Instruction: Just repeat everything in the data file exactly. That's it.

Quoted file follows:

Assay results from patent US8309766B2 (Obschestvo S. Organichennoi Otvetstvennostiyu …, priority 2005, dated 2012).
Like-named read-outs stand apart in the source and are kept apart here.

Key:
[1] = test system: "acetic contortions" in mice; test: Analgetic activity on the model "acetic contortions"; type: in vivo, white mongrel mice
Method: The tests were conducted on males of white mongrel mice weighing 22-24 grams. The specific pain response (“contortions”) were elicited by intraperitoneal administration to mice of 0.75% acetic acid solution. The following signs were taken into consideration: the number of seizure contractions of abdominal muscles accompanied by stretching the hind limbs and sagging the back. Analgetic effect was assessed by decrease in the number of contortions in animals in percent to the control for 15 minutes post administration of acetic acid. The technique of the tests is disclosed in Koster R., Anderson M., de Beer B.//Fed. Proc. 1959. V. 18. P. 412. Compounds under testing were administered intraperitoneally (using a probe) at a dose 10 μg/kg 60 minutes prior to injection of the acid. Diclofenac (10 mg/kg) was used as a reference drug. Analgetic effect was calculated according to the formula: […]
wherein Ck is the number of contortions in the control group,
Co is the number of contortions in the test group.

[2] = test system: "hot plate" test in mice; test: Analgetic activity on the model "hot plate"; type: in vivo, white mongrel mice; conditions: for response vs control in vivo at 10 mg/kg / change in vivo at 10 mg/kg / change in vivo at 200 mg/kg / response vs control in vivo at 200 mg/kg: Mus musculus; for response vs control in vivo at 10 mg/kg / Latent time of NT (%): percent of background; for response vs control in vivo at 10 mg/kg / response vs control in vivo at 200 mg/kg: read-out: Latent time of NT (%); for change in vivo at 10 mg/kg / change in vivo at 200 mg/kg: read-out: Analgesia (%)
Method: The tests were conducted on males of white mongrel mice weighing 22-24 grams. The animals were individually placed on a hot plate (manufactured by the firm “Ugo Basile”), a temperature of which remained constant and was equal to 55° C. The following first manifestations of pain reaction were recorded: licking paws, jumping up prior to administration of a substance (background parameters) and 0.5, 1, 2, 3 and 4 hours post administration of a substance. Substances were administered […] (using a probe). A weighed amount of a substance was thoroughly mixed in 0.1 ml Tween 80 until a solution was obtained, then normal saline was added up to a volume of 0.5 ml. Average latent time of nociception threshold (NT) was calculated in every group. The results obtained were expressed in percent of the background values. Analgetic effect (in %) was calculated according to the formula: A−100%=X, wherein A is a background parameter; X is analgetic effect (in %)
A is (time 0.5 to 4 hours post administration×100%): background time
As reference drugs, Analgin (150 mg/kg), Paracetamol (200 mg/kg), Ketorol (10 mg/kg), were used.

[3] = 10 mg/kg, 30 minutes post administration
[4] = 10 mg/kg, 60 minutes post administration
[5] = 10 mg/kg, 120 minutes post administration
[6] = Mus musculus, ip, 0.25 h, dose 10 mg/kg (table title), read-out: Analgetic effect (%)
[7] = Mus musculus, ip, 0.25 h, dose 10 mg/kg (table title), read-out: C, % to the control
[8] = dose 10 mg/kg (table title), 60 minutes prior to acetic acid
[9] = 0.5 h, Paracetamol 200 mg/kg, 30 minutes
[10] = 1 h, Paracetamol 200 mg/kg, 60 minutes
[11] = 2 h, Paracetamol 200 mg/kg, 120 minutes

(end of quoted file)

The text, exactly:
Assay results from patent US8309766B2 (Obschestvo S. Organichennoi Otvetstvennostiyu …, priority 2005, dated 2012).
Like-named read-outs stand apart in the source and are kept apart here.

Key:
[1] = test system: "acetic contortions" in mice; test: Analgetic activity on the model "acetic contortions"; type: in vivo, white mongrel mice
Method: The tests were conducted on males of white mongrel mice weighing 22-24 grams. The specific pain response (“contortions”) were elicited by intraperitoneal administration to mice of 0.75% acetic acid solution. The following signs were taken into consideration: the number of seizure contractions of abdominal muscles accompanied by stretching the hind limbs and sagging the back. Analgetic effect was assessed by decrease in the number of contortions in animals in percent to the control for 15 minutes post administration of acetic acid. The technique of the tests is disclosed in Koster R., Anderson M., de Beer B.//Fed. Proc. 1959. V. 18. P. 412. Compounds under testing were administered intraperitoneally (using a probe) at a dose 10 μg/kg 60 minutes prior to injection of the acid. Diclofenac (10 mg/kg) was used as a reference drug. Analgetic effect was calculated according to the formula: […]
wherein Ck is the number of contortions in the control group,
Co is the number of contortions in the test group.

[2] = test system: "hot plate" test in mice; test: Analgetic activity on the model "hot plate"; type: in vivo, white mongrel mice; conditions: for response vs control in vivo at 10 mg/kg / change in vivo at 10 mg/kg / change in vivo at 200 mg/kg / response vs control in vivo at 200 mg/kg: Mus musculus; for response vs control in vivo at 10 mg/kg / Latent time of NT (%): percent of background; for response vs control in vivo at 10 mg/kg / response vs control in vivo at 200 mg/kg: read-out: Latent time of NT (%); for change in vivo at 10 mg/kg / change in vivo at 200 mg/kg: read-out: Analgesia (%)
Method: The tests were conducted on males of white mongrel mice weighing 22-24 grams. The animals were individually placed on a hot plate (manufactured by the firm “Ugo Basile”), a temperature of which remained constant and was equal to 55° C. The following first manifestations of pain reaction were recorded: licking paws, jumping up prior to administration of a substance (background parameters) and 0.5, 1, 2, 3 and 4 hours post administration of a substance. Substances were administered […] (using a probe). A weighed amount of a substance was thoroughly mixed in 0.1 ml Tween 80 until a solution was obtained, then normal saline was added up to a volume of 0.5 ml. Average latent time of nociception threshold (NT) was calculated in every group. The results obtained were expressed in percent of the background values. Analgetic effect (in %) was calculated according to the formula: A−100%=X, wherein A is a background parameter; X is analgetic effect (in %)
A is (time 0.5 to 4 hours post administration×100%): background time
As reference drugs, Analgin (150 mg/kg), Paracetamol (200 mg/kg), Ketorol (10 mg/kg), were used.

[3] = 10 mg/kg, 30 minutes post administration
[4] = 10 mg/kg, 60 minutes post administration
[5] = 10 mg/kg, 120 minutes post administration
[6] = Mus musculus, ip, 0.25 h, dose 10 mg/kg (table title), read-out: Analgetic effect (%)
[7] = Mus musculus, ip, 0.25 h, dose 10 mg/kg (table title), read-out: C, % to the control
[8] = dose 10 mg/kg (table title), 60 minutes prior to acetic acid
[9] = 0.5 h, Paracetamol 200 mg/kg, 30 minutes
[10] = 1 h, Paracetamol 200 mg/kg, 60 minutes
[11] = 2 h, Paracetamol 200 mg/kg, 120 minutes